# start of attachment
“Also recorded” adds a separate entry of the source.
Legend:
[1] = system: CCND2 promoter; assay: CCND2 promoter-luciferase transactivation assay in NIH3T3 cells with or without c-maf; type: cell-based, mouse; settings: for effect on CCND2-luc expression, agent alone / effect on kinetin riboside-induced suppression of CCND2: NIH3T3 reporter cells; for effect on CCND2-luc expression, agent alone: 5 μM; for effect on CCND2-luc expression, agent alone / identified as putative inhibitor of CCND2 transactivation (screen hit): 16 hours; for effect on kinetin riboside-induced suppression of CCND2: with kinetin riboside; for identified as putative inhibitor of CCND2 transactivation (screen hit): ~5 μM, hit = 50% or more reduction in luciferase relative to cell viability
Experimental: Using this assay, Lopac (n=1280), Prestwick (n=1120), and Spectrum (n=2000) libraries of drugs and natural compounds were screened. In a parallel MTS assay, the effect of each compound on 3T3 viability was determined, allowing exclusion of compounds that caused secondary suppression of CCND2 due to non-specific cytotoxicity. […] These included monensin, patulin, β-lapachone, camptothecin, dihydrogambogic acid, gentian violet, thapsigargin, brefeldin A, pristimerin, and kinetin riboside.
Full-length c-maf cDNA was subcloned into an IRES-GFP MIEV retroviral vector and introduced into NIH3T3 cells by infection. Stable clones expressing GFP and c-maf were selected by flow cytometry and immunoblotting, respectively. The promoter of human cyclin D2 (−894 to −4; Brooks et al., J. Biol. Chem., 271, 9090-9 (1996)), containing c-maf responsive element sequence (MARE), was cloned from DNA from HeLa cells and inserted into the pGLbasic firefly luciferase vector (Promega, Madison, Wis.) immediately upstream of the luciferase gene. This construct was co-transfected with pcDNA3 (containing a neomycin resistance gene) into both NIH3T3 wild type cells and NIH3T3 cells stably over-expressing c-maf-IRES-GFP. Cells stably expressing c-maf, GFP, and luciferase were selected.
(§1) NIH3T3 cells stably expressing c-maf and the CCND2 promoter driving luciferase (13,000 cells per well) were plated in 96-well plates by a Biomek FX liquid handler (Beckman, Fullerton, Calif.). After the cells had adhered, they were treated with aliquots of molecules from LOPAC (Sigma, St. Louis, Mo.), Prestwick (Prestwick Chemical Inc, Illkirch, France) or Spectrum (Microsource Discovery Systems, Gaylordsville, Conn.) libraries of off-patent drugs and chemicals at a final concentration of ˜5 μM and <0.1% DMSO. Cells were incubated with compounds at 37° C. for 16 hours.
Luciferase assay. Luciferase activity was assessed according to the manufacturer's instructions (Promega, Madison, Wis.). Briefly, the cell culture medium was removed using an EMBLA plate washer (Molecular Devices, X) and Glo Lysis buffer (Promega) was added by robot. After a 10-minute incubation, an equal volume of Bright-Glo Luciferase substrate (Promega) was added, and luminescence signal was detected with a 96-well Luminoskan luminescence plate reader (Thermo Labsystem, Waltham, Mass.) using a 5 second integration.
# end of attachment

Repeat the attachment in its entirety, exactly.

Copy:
“Also recorded” adds a separate entry of the source.
Legend:
[1] = system: CCND2 promoter; assay: CCND2 promoter-luciferase transactivation assay in NIH3T3 cells with or without c-maf; type: cell-based, mouse; settings: for effect on CCND2-luc expression, agent alone / effect on kinetin riboside-induced suppression of CCND2: NIH3T3 reporter cells; for effect on CCND2-luc expression, agent alone: 5 μM; for effect on CCND2-luc expression, agent alone / identified as putative inhibitor of CCND2 transactivation (screen hit): 16 hours; for effect on kinetin riboside-induced suppression of CCND2: with kinetin riboside; for identified as putative inhibitor of CCND2 transactivation (screen hit): ~5 μM, hit = 50% or more reduction in luciferase relative to cell viability
Experimental: Using this assay, Lopac (n=1280), Prestwick (n=1120), and Spectrum (n=2000) libraries of drugs and natural compounds were screened. In a parallel MTS assay, the effect of each compound on 3T3 viability was determined, allowing exclusion of compounds that caused secondary suppression of CCND2 due to non-specific cytotoxicity. […] These included monensin, patulin, β-lapachone, camptothecin, dihydrogambogic acid, gentian violet, thapsigargin, brefeldin A, pristimerin, and kinetin riboside.
Full-length c-maf cDNA was subcloned into an IRES-GFP MIEV retroviral vector and introduced into NIH3T3 cells by infection. Stable clones expressing GFP and c-maf were selected by flow cytometry and immunoblotting, respectively. The promoter of human cyclin D2 (−894 to −4; Brooks et al., J. Biol. Chem., 271, 9090-9 (1996)), containing c-maf responsive element sequence (MARE), was cloned from DNA from HeLa cells and inserted into the pGLbasic firefly luciferase vector (Promega, Madison, Wis.) immediately upstream of the luciferase gene. This construct was co-transfected with pcDNA3 (containing a neomycin resistance gene) into both NIH3T3 wild type cells and NIH3T3 cells stably over-expressing c-maf-IRES-GFP. Cells stably expressing c-maf, GFP, and luciferase were selected.
(§1) NIH3T3 cells stably expressing c-maf and the CCND2 promoter driving luciferase (13,000 cells per well) were plated in 96-well plates by a Biomek FX liquid handler (Beckman, Fullerton, Calif.). After the cells had adhered, they were treated with aliquots of molecules from LOPAC (Sigma, St. Louis, Mo.), Prestwick (Prestwick Chemical Inc, Illkirch, France) or Spectrum (Microsource Discovery Systems, Gaylordsville, Conn.) libraries of off-patent drugs and chemicals at a final concentration of ˜5 μM and <0.1% DMSO. Cells were incubated with compounds at 37° C. for 16 hours.
Luciferase assay. Luciferase activity was assessed according to the manufacturer's instructions (Promega, Madison, Wis.). Briefly, the cell culture medium was removed using an EMBLA plate washer (Molecular Devices, X) and Glo Lysis buffer (Promega) was added by robot. After a 10-minute incubation, an equal volume of Bright-Glo Luciferase substrate (Promega) was added, and luminescence signal was detected with a 96-well Luminoskan luminescence plate reader (Thermo Labsystem, Waltham, Mass.) using a 5 second integration.